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Government to end Direct Provision by 2024, but work remains to improve life for residents – Carroll MacNeill

26th February 2021 - Jennifer Carroll MacNeill, TD

The Government commitment to close all Direct Provision centres by 2024 marks significant progress in creating a more humane and progressive asylum system, but more work remains to be done, a Fine Gael TD has said.

Fine Gael Spokesperson for Equality Jennifer Carroll MacNeill welcomed today’s announcement that a new International Protection Support Service will replace the current Direct Provision system in Ireland.

Speaking about the publication of the Government’s White Paper on Ending Direct Provision, Deputy Carroll MacNeill said “I’ve spoken with many residents of Direct Provision centres over the past year and I hope that today’s development will be welcomed by those who have lived the reality of our current system.

“From meeting with organisations such as Abolish Direct Provision and the Irish Refugee Council, I know that activists and groups have campaigned tirelessly for years to bring about a change in the asylum process.

“The White Paper sets out how this change will happen over the next few years, as it details the steps Government will take to end Direct Provision and replace it with a new system.

“I’m pleased to see that this system will afford people basic privileges such as the entitlement to open a bank account and apply for an Irish drivers’ licence, but these rights are not being offered to asylum seekers at the moment.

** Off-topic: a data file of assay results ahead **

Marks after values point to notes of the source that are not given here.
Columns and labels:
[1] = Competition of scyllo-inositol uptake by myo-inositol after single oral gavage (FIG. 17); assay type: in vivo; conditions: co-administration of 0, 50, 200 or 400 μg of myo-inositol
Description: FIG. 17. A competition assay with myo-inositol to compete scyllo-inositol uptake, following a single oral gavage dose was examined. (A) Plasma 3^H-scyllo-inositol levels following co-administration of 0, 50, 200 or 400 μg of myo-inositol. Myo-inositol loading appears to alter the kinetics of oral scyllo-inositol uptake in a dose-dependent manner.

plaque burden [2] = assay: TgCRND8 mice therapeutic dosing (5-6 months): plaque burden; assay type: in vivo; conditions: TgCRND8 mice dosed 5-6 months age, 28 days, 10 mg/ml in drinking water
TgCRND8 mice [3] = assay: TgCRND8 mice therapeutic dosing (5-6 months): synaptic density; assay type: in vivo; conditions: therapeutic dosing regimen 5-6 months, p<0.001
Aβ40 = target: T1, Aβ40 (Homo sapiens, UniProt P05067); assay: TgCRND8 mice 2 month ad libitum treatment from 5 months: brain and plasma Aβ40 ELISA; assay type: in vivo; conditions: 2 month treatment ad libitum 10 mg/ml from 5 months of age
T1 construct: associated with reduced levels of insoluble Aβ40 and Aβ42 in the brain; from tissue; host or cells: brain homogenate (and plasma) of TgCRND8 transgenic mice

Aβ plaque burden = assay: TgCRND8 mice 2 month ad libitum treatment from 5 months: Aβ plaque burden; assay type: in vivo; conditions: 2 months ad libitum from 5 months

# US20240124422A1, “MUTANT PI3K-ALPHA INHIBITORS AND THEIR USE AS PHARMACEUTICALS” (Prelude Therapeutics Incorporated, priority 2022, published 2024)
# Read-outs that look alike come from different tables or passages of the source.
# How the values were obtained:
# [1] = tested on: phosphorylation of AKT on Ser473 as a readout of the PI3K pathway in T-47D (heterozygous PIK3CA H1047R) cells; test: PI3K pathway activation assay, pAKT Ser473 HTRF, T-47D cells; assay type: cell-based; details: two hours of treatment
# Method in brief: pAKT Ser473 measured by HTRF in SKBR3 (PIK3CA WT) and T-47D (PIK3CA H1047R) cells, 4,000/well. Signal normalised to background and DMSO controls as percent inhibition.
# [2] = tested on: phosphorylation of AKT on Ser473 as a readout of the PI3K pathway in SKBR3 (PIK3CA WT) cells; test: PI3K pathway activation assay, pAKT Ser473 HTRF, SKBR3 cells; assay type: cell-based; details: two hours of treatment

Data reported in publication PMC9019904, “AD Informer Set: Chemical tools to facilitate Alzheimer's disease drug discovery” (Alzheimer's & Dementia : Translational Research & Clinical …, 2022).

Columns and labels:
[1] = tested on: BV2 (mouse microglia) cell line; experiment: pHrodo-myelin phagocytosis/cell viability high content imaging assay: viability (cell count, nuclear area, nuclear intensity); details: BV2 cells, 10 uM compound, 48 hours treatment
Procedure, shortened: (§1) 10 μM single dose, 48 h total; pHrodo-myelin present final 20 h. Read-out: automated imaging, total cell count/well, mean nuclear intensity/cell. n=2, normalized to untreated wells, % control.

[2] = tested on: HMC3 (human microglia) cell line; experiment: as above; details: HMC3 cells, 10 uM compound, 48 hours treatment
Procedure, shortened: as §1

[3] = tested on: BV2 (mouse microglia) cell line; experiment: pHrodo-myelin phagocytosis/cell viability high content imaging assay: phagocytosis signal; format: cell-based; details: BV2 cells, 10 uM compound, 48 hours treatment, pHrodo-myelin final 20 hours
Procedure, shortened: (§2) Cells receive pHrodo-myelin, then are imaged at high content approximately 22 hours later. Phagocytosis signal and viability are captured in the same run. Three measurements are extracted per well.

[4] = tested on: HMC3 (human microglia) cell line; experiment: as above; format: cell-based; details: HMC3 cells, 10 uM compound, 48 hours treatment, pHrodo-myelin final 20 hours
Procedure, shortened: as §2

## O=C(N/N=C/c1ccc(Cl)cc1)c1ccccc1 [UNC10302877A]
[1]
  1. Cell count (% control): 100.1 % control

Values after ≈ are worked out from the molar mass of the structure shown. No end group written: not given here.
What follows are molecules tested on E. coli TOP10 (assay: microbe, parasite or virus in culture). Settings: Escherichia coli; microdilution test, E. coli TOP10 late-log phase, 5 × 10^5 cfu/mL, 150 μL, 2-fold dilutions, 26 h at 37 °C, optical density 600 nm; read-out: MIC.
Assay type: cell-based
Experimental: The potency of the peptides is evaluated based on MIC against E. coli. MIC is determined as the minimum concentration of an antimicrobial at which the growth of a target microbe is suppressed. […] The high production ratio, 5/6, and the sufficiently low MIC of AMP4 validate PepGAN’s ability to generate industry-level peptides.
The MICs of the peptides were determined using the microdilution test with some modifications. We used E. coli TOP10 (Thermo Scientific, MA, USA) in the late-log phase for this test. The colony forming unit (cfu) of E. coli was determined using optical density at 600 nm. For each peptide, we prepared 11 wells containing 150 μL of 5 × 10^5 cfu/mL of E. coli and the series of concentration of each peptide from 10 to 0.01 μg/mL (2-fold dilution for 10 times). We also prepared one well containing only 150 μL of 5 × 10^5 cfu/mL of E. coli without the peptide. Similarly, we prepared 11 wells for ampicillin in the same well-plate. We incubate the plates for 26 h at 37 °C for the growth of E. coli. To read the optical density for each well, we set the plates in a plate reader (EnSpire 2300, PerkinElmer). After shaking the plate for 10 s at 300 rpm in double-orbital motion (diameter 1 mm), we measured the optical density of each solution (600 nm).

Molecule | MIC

“I have previously written to Ministers Ryan, McEntee and O’Gorman to highlight the issue of drivers’ licences and I have asked that they work to navigate any issues that are in the way of allowing asylum seekers to access licences. This would afford people access to greater freedom, in particular residents of centres in isolated areas.

“An urgent review to ensure that school transport needs are met for parents of young children is also needed. I recently spoke with one mother who is walking her young children to school on narrow country roads, as she doesn’t have access to suitable transport.

“We are on the path to a fairer and more compassionate system, but work remains to be done.

“We still need to focus on resolving various issues to help people with obvious practicalities in their lives that affect everyone, whether they or not they are in the Direct Provision system,” Deputy Carroll MacNeill concluded.


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